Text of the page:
The Unit aims to propose policies to contain risks in the global economy, with special attention to Japan. A particular concern is the recent surge of protectionism worldwide, especially in advanced countries. The unit also focuses on barriers to sustainable economic development of developing countries.
After the global financial crisis, protectionist policies have been advocated in advanced countries by populists, whose agenda is now backed by people unsatisfied with the current economic situation—e.g., slow economic growth, worsened fiscal conditions, and widened income inequality. Accordingly, policy recommendations need to be based on a solid understanding of these problems, together with even deeper structural issues such as population ageing. At the same time, facing the emergence of new financial services, sometimes called FinTech, the Unit needs to engage in policy discussions to contain risks of a new financial crisis.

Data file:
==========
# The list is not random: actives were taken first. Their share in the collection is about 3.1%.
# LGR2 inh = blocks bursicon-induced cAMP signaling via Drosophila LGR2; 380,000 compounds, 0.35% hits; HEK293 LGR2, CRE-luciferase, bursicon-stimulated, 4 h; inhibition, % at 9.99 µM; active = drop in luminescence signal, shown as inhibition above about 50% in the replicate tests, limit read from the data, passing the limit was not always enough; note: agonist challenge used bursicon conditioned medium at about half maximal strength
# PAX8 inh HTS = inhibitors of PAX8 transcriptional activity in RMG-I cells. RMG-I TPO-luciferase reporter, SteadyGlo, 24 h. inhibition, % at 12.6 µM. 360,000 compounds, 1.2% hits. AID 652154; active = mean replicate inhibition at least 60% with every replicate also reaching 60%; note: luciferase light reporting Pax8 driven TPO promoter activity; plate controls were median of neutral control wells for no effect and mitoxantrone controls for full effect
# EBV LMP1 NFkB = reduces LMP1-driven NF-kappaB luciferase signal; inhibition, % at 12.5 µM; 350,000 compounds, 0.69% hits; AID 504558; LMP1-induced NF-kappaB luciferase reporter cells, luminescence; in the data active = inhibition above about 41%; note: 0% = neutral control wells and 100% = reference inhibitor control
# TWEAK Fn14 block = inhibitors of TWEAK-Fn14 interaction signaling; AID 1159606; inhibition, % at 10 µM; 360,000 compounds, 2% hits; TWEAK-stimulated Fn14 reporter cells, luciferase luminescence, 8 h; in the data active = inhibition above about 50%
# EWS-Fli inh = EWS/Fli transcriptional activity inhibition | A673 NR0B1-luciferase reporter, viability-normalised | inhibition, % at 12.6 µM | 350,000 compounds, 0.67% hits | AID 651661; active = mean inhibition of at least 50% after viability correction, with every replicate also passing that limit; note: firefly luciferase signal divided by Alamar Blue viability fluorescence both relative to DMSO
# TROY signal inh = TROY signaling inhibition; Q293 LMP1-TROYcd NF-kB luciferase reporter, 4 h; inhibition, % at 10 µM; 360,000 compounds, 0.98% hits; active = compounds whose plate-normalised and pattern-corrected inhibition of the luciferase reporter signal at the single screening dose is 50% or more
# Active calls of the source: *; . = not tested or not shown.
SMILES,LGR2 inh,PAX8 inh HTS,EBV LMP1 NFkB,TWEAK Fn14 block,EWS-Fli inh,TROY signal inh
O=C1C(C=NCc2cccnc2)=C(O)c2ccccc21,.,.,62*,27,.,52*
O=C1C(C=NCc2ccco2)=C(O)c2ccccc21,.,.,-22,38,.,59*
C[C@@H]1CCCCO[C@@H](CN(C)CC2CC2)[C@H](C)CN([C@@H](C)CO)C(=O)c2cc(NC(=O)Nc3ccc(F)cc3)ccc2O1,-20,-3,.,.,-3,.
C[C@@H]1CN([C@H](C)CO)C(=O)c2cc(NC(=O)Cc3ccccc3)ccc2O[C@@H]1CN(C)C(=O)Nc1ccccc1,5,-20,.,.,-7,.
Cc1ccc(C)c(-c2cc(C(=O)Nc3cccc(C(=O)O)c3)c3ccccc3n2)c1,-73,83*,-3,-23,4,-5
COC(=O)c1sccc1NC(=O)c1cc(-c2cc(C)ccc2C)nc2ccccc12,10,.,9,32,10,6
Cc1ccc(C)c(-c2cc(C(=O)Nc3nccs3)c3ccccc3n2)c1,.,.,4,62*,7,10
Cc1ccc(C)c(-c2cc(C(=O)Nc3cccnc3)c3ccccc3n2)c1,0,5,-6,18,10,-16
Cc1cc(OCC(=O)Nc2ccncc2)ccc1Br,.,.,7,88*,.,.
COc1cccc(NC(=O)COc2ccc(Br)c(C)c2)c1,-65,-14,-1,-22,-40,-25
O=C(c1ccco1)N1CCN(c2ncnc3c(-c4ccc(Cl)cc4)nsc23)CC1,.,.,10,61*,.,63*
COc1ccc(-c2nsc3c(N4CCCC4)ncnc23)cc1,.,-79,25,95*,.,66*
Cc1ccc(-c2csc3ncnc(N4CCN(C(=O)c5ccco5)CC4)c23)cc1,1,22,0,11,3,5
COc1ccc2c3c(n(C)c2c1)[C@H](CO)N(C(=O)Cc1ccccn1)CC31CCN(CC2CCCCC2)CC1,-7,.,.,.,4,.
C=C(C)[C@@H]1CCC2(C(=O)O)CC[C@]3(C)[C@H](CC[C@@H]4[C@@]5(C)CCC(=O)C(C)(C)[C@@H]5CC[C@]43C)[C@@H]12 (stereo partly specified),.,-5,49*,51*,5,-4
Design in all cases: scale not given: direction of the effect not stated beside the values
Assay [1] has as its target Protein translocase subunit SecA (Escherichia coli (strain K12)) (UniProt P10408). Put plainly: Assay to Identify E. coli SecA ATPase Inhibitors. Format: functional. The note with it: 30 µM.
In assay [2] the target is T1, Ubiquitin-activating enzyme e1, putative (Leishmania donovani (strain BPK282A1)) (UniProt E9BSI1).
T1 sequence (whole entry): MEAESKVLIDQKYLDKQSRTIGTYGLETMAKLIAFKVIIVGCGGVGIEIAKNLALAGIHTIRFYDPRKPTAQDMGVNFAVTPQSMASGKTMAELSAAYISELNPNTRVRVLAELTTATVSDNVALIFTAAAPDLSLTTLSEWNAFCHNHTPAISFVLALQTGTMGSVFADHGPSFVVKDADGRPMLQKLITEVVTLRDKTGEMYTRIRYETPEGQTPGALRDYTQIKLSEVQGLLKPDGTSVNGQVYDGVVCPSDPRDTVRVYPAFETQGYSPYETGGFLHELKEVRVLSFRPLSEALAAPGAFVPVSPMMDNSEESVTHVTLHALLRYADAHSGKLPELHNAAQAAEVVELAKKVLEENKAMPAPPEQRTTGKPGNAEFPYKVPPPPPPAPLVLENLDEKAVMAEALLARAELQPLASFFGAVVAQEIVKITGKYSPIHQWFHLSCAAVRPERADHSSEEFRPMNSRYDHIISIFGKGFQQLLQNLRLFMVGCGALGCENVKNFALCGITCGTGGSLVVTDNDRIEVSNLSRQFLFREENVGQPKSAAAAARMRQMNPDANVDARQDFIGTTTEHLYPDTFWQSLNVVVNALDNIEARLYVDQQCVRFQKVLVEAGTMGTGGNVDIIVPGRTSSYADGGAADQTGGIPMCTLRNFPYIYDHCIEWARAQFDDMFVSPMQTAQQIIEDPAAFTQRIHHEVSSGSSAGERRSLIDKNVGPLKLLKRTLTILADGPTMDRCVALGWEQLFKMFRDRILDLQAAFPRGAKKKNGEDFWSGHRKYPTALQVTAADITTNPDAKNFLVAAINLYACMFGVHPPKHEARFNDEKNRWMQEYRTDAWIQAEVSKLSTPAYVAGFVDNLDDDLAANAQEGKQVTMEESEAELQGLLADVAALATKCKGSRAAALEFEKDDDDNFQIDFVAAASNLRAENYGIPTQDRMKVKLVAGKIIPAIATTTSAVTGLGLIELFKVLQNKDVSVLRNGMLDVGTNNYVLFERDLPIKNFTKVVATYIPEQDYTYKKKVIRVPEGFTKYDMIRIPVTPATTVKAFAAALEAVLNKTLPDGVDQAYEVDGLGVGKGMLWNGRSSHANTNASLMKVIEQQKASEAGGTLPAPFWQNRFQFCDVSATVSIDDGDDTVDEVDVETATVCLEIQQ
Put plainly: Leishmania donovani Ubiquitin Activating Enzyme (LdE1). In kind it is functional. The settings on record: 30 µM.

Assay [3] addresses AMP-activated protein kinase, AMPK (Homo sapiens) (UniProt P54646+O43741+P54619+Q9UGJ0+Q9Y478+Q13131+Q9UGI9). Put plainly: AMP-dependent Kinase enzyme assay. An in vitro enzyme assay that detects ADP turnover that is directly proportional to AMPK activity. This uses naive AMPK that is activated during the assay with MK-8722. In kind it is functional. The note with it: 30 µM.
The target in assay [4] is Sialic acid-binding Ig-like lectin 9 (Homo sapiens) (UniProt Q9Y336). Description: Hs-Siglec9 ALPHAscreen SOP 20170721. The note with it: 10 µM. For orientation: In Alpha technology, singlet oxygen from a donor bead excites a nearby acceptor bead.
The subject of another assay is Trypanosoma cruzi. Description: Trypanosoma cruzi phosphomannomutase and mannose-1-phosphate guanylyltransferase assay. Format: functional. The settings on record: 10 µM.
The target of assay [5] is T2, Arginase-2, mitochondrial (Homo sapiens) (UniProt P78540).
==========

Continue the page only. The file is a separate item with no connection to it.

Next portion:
Recently in developing countries, while political tensions have arisen in general, their economies have been damaged by international trade disputes, volatile capital flows, and increasing emigrations. To assure their economic developments to be sustainable, policy recommendations need to be based on a thorough and deep thinking on how to design the global economic system from first principles
To achieve the objective, the unit investigates several specific areas through rigorous analyses by academic researchers combined with seasoned practitioners’ real-world experiences. The research topics include:
- Global financial crisis and protectionism
Global financial system and policies
International trade and capital flows
- Financial system
New financial services
Reponses to population ageing
- Slow economic growth
Consequences of population ageing
- Fiscal crisis
Effects of population ageing
Social security（ Pension , Medical insurance , Welfare assistance）